TidBITS 32nd Anniversary and the 32K Text Barrier
In the early years of TidBITS, the Mac’s built-in editing capabilities for text fields were limited to 32 kilobytes of text. That limitation trickled down to numerous apps and systems—for instance, early versions of Eudora couldn’t display more than 32K of text in a single message (see “TidBITS & Eudora,” 3 April 1995). Unsurprisingly, the venerable BBEdit, which was released on 12 April 1992 and recently celebrated its 30th anniversary, had a custom text engine that never suffered from the 32K limit.
The 32K size restriction also hampered the email gateways that allowed messages to flow between the Internet and commercial online services like AOL, AppleLink, and CompuServe (see “Gateways III/America Online,” 19 October 1992). For years, we had a self-imposed limit on the size of a TidBITS issue to ensure it wouldn’t be bounced, truncated, or prevented from display because of being too large.
The 32K limit eventually faded away, but given that this issue of TidBITS marks our 32nd anniversary, it recently popped back into my head. There is something to be said for the focus provided by an arbitrary constraint. Since the dawn of printing, publishers have edited text to fit within a physical space on a page, and by the early 1990s, desktop publishing had supplemented the editor’s efforts with powerful copyfitting tools that could adjust font size, leading, kerning, and more. But we couldn’t avail ourselves of such layout trickery—when TidBITS needed to traverse an email gateway or be displayed in a 32K-limited app, a character was a character. So we trimmed and tweaked each week until Nisus told us that the character count was low enough.
I don’t miss having to cut 1200 characters to get a TidBITS issue down to size before publishing, but there was a sense of comfort in being bounded, in not feeling the need to comment on everything because there was simply no room. Technology has infiltrated nearly every part of modern life, and it’s difficult, as a technology publisher, to resist the pull to express an opinion on every topic that comes down the pike. We may write about subjects that venture further afield at times, but it’s important to me—and you—that we maintain our attention on the world of Apple.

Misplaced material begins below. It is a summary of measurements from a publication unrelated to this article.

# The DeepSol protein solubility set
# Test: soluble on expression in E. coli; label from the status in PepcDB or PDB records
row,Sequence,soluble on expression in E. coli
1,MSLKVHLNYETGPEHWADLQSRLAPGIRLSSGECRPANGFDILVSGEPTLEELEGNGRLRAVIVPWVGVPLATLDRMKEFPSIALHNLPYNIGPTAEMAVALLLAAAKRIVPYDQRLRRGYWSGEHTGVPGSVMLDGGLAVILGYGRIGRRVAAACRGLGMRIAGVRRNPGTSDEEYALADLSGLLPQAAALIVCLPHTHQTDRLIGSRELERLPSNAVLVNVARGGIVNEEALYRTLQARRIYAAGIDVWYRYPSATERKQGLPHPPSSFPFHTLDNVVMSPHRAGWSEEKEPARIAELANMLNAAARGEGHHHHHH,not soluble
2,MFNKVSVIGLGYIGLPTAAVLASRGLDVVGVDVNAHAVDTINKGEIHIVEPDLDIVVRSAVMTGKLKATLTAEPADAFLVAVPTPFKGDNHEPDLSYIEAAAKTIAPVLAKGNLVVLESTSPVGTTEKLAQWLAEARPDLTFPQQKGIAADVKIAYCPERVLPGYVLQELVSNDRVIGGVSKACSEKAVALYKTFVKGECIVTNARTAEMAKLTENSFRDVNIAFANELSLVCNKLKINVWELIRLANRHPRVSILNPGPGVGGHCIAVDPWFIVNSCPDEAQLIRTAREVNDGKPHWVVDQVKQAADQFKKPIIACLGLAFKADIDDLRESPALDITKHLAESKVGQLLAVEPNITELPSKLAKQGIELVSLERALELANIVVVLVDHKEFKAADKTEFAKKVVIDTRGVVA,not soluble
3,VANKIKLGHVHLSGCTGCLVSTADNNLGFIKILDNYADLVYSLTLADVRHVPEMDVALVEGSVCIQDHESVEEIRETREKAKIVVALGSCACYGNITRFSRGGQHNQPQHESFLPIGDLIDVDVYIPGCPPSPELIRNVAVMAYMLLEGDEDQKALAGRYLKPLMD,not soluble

All this is by way of saying that even if TidBITS is on track to exceed its own 32K barrier of sorts with 32 years of publication, I hope that you’ll continue to appreciate our focus on Apple-related tech news, reviews, techniques, and explorations that ease tedious tasks, encourage good computing habits, explain complex topics, and remind us how amazing today’s technology is.
As we reach this milestone, I’d like to thank all those who have helped TidBITS over the years, especially the 3650 current TidBITS members, and I hope those whose memberships are up for renewal will continue to support our work. Voluntary contributions like these have kept TidBITS financially stable since 2011. Modern publishing trends encourage exclusive subscription-only email newsletters and website paywalls, but TidBITS will continue to be available to those who can’t pay as long as we can make ends meet. If you join the TidBITS membership program at any level, you’ll also get discounts on over 90 Mac apps, including TextExpander from longtime sponsor Smile.
Conga-rats on the Double-Word Anniversary of TidBITS! :tada:
Congratulations on your 2^5 anniversary. Power-of-two anniversaries get harder and harder to reach. This one is a significant achievement. I doubt any of us can imagine what “computing” will be like at your 2^6 anniversary.
Congratulations on your 32 years anniversary of TidBITS. I have been very honor joining this community since almost the beginning. In 32 years ago (when I was 31 years young), Mac was a minority but I felt a great future. Now we are seeing it. Be successful Mac community, TidBITS family and your family as well. Thank you for publishing TidBIT for many years.
I seem to recall in the early days getting TidBits in setext format. It was quite cool at the time. Read it on my VAX workstation under X Windows. We didn’t know how good we had it… Congratulations.
@mitch.barker, I too read it on our VAX — but using VMS via a terminal emulator on my Macintosh SE. A little kludgy, but it worked very well. I miss VMS, and Macintosh’s “System 7.” ¯\_(ツ)_/¯
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